by Al Maxey

Issue #433 ------- February 26, 2010
We think caged birds sing,
when indeed they cry.

John Webster {1580-1625}

Puzzling Partridge Proverb
A Reflective Study of Jeremiah 17:11

The biblical writers (in both OT and NT documents) made extensive use of a good many figures of speech (sometimes called figures of words) and figures of thought. The former is when the image or resemblance is confined primarily to a single word, whereas the latter might require for its expression a great many words, phrases and sentences. A metaphor, for example, would be a "figure of speech," whereas a parable would be a "figure of thought." A proverb is similar to a parable, but is generally more of a wise statement than an extended story. In the Hebrew language, however, there is just one single word that signifies both a proverb and a parable, which has led a number of biblical and linguistic scholars to define a proverb as "a condensed parable" [Dr. Milton Terry, Biblical Hermeneutics: A Treatise on the Interpretation of the Old and New Testaments, p. 328]. Dr. D. R. Dungan observes, "A proverb may be regarded as a short, pithy sentence, containing a complete and valuable thought" [Hermeneutics: The Science of Interpreting the Scriptures, p. 314]. The apostle Peter gives us a couple of memorable proverbs in 2 Peter 2:22 --- "It has happened to them according to the true proverb, 'A dog returns to its own vomit,' and, 'A sow, after washing, returns to wallowing in the mire.'"

Many proverbs find their origin in the common perceptions and practices of the common people. "A bird in the hand is worth two in the bush" likely arose from the experiences of those seeking game birds for the dinner table, and a loss suffered when they got a bit greedy. As people observe the world about them, some events and happenings, with which most would be familiar, lend themselves quite readily to "short, pithy" statements that express valuable, life-guiding insights in a manner easily remembered, and thus often quoted. It should also be noted that the perception from which the proverb emerged does not even necessarily need to be true. If the perception is commonly accepted as true within the minds of the people for whom that proverb is intended, then the wisdom conveyed is just as valid. It's not uncommon, in the teaching of both Jesus and His disciples, to take a common perception of the people (even though it may not be objectively factual) and use it as the platform from which to launch a greater spiritual truth. Paul, for example, used the sad misconception about baptisms performed for the dead [1 Cor. 15:29] to show the inconsistency of one's denial of a resurrection of the dead (never bothering to refute the former doctrine). Jesus never commented on the Jewish notion of the pre-existence of souls, and the idea that such souls might sin in such a way as to cause them to be placed in defective bodies at birth, but took that perception in a new direction [John 9:1-3]. It is my belief that the parable of the rich man and Lazarus was also just such a case: Jesus taking a common fable of the people, and from that fable illustrating a deeper spiritual truth about ultimate accountability (Reflections #28). We today might do something similar by preaching spiritual truths derived from such common stories as "Little Red Riding Hood" and "The Three Bears."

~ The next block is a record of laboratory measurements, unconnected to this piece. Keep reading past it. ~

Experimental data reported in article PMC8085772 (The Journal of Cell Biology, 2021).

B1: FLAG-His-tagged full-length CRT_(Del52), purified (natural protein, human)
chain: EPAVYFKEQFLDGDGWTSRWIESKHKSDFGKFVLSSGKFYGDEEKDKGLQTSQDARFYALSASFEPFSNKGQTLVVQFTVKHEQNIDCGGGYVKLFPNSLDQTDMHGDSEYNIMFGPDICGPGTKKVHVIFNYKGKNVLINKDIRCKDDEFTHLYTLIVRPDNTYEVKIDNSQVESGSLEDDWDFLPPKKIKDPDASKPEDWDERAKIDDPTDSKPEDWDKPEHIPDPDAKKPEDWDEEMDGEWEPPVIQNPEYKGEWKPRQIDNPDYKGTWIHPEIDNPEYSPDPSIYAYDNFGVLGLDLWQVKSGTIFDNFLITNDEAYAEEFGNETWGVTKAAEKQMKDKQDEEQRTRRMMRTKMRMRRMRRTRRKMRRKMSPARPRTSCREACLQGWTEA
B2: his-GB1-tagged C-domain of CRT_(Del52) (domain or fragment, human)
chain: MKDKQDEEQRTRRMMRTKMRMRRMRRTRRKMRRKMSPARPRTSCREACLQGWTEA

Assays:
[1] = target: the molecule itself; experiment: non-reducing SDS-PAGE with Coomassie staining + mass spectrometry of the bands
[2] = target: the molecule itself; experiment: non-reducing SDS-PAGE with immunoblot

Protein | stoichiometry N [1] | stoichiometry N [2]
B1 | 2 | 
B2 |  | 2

This has greatly troubled some disciples of Christ today, as they feel no spiritual insight conveyed should ever be drawn from events or accounts that are in any way contrary to objective reality. Thus, if each of the many particulars of a proverb or parable, for example, are not true (factual, real) in every respect, then the insights and truths conveyed are "tainted," and the one doing the conveying is being deceptive. Such a view, however, truly fails to grasp the beauty of figurative expression (which was quite common among the ancient biblical peoples). It is the insight or wisdom conveyed that is the focus, not necessarily the scientific accuracy of the perception that may have motivated that insight to be expressed proverbially. A really good case in point may be found in Jeremiah 17:11. The prophet employs a proverb that many scholars have found to be rather problematic as it doesn't seem to find its basis in fact. "Many commentators have said that Jeremiah's reference to the partridge shows his ignorance of this bird's habits and his acceptance of a popular misconception" [The Expositor's Bible Commentary, vol. 6, p. 486]. We can quickly jump to some very wrong conclusions here, hermeneutically, if we are not careful. A reader wrote to me just this week about this very passage, asking, "Is Jeremiah's comparison legitimate? Did he borrow the thought from a 'current belief'? If all Scripture is given by inspiration, is there a problem here?"